There are many other sources of monopoly super-profit. For example, monopolies can use their power not only to charge prices that are above their prices of production but can buy raw materials or auxiliary materials below their prices of production that are often produced in colonized or historically oppressed countries. They can therefore appropriate considerable amounts of the surplus value produced by the workers of the oppressed countries who produce these raw materials. The surplus value thus appropriated is then realized as super-profits that can be used to bribe sections of the working class of the imperialist countries.

The key point is that where super-profits arise—and lasting super-profits always arise from one kind of monopoly or another—there is always the possibility of sharing it with a section of the working class by paying them more than the value of their labor power. As long as this possibility exists, the trade union struggle—especially if it is conducted only as a trade union struggle and not a political struggle to overthrow the political rule of the capitalists—will tend to create new layers of labor aristocrats and new bases of support for opportunism within the trade union and the broader workers’—political parties—movement.

But the converse is also true. Struggles by the oppressed nations to free themselves of super-exploitation, even if under bourgeois leadership that aims not to build a socialist society but instead to obtain more favorable conditions for local capitalist development, undermines the monopoly of advanced industrial techniques and the monopoly pricing power of the capitalists of the imperialist countries—undercutting the material basis of opportunism within the workers’ movement.

The problem of unproductive workers and derivative incomes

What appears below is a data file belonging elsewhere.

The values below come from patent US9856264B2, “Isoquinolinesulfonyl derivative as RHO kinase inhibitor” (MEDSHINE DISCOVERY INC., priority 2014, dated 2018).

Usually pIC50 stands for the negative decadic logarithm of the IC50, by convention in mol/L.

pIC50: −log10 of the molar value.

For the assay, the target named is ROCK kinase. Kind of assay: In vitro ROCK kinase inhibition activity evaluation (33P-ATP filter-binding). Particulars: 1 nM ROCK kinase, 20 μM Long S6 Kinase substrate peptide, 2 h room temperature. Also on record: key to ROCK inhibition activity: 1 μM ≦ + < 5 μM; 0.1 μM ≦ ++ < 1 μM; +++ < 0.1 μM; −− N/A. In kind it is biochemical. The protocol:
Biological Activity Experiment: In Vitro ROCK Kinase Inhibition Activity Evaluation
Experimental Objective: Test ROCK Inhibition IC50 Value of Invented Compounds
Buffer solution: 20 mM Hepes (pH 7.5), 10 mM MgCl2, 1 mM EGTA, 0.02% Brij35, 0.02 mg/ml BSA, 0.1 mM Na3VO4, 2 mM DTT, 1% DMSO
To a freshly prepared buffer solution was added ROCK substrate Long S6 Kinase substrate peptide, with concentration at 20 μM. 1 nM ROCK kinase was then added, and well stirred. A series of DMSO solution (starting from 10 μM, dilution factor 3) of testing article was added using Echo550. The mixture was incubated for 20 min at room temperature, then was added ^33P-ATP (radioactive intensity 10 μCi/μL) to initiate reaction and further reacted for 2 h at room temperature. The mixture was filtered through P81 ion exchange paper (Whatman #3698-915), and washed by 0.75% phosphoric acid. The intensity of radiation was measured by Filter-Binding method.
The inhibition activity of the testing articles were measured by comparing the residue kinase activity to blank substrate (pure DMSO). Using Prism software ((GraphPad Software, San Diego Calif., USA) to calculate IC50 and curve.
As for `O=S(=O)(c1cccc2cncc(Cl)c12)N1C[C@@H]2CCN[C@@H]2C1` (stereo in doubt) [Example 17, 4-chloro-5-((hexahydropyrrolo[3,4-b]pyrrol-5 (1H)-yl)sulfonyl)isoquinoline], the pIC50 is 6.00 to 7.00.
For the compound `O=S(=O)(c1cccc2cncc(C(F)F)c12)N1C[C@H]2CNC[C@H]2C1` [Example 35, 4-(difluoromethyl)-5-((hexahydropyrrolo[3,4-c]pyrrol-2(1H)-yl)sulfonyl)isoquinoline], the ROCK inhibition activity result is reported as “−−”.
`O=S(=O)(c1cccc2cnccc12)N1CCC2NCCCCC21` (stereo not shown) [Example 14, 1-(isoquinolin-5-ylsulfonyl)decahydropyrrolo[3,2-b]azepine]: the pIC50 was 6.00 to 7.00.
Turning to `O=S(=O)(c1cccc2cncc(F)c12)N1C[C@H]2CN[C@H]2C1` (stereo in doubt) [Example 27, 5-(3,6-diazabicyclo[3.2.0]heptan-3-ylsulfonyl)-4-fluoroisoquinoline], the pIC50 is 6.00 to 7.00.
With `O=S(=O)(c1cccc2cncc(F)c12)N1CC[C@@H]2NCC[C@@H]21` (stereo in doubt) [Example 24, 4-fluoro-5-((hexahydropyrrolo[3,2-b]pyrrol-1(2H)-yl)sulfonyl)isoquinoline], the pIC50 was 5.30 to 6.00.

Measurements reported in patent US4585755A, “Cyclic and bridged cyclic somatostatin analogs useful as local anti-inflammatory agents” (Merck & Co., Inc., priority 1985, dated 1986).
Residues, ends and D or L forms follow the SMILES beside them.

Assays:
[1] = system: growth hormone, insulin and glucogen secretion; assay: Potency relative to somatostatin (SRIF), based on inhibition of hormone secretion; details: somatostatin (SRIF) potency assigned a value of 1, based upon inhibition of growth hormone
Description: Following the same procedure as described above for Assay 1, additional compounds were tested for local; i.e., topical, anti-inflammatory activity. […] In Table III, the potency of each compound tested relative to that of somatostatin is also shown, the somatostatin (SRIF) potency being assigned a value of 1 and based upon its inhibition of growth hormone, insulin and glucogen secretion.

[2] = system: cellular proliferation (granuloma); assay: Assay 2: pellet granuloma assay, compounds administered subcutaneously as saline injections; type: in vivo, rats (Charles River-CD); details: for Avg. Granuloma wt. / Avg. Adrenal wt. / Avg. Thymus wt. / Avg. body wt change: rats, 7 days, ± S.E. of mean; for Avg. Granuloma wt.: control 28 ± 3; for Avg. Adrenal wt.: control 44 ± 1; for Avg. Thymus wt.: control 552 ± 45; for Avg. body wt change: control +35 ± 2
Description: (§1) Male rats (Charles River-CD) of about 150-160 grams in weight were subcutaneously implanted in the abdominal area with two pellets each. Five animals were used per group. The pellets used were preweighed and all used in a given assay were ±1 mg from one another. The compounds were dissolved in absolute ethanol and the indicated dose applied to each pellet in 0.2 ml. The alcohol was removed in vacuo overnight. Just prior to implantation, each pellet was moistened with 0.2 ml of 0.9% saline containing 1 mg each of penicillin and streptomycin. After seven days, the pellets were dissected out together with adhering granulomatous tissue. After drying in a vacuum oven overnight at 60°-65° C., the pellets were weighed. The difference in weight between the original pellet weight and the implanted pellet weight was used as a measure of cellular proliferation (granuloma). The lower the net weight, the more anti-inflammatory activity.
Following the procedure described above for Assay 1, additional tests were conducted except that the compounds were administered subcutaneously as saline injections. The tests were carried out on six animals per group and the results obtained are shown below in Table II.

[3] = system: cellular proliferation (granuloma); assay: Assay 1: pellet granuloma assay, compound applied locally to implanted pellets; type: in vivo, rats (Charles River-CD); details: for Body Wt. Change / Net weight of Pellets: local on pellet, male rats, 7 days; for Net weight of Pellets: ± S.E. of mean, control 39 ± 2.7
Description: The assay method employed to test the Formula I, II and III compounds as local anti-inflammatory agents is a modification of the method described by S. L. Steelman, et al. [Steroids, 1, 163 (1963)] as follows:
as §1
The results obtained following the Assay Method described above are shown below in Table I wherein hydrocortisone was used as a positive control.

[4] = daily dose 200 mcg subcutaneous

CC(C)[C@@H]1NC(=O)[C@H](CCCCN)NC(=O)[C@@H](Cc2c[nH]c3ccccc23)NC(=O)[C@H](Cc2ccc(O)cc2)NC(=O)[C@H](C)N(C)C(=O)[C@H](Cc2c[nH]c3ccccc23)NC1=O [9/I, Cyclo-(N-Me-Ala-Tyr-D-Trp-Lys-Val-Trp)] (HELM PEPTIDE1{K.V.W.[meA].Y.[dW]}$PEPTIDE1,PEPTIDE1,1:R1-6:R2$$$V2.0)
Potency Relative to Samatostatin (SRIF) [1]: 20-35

Not all wage or salary workers produce surplus value. While production of surplus value is the main use value of the commodity labor power for the capitalist class, it isn’t the only one.

Classical political economy made a distinction between productive and unproductive labor. Remember, the classical economists did not distinguish between labor and labor power. By unproductive labor, the classical economists meant, in Marxist terms, labor power that has a use value to its purchaser other than production of surplus value.

Examples of unproductive workers given by the classical economists were personal servants. Take the example of a servant who is employed as a cook for the family of an industrial capitalist. The capitalist purchases the labor power of the cook, but he does not act as a capitalist.

Like is the case with the purchase of the labor power of a productive (of surplus value) worker, the industrial capitalist becomes the new owner of the labor power. However, unlike when he acts as an industrial capitalist, he uses the labor power of the cook to prepare meals that he and his family will consume—not sell as commodities on the market. We have the wage relationship here but not the capitalist relationship.

By doing this, our fellow relieves his wife of the need to prepare meals. Just like the men of the ruling class are freed of the need to perform productive industrial labor, the women of the ruling class are freed of the need to perform housework, which is the fate of women of the working class. Just like her husband, the female members of the ruling class are able to live without working. Instead, the housework—such as cooking, cleaning and even raising the children—governesses and nannies—is performed by domestic servants.